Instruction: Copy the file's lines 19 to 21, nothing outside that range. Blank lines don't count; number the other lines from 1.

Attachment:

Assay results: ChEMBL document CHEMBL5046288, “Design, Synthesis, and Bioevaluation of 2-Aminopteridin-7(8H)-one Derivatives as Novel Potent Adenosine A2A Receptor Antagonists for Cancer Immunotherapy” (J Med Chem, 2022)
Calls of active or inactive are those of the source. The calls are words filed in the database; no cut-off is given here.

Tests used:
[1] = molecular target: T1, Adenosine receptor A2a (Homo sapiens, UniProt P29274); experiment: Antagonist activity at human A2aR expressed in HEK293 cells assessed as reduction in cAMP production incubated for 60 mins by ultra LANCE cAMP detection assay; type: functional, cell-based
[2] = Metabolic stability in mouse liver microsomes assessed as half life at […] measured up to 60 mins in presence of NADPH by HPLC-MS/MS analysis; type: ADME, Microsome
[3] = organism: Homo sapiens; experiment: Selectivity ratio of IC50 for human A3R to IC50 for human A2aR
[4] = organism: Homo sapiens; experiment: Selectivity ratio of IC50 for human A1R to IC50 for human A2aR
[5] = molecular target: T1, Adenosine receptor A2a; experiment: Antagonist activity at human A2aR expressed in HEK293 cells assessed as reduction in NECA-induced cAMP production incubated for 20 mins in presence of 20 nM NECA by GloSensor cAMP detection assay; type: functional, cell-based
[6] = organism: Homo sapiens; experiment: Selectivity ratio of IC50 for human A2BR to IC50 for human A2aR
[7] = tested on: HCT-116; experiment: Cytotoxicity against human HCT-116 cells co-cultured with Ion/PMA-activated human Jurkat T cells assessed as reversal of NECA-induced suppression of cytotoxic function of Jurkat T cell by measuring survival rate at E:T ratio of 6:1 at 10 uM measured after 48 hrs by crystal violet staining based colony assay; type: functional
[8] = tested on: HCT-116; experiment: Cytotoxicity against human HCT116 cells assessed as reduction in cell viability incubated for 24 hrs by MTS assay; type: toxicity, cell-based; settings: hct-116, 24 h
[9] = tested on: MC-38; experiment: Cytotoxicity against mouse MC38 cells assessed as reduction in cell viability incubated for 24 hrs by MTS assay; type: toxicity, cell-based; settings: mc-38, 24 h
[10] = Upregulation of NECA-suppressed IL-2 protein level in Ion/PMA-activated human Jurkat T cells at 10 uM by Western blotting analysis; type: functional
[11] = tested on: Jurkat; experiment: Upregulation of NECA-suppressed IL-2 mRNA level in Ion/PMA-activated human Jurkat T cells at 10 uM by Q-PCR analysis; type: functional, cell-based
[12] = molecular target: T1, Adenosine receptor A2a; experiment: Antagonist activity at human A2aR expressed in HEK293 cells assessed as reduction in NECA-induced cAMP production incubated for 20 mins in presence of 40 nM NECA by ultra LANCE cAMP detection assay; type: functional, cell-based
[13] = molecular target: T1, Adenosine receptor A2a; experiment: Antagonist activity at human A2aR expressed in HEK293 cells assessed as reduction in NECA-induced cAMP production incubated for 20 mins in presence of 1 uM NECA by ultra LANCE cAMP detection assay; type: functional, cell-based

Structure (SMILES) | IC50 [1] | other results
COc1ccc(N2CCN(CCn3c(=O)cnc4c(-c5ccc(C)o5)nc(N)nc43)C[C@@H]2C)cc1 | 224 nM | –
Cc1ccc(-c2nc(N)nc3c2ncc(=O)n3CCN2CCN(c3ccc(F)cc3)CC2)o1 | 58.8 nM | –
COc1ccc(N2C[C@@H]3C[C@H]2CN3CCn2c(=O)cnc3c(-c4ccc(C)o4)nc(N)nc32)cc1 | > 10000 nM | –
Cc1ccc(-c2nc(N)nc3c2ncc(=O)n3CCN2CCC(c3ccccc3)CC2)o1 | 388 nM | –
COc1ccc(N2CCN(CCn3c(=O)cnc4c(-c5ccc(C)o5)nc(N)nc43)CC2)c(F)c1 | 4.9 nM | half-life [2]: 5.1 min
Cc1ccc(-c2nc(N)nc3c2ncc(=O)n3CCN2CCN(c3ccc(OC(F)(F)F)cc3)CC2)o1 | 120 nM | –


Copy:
Cc1ccc(-c2nc(N)nc3c2ncc(=O)n3CCN2CCN(c3ccc(F)cc3)CC2)o1 | 58.8 nM | –
COc1ccc(N2C[C@@H]3C[C@H]2CN3CCn2c(=O)cnc3c(-c4ccc(C)o4)nc(N)nc32)cc1 | > 10000 nM | –
Cc1ccc(-c2nc(N)nc3c2ncc(=O)n3CCN2CCC(c3ccccc3)CC2)o1 | 388 nM | –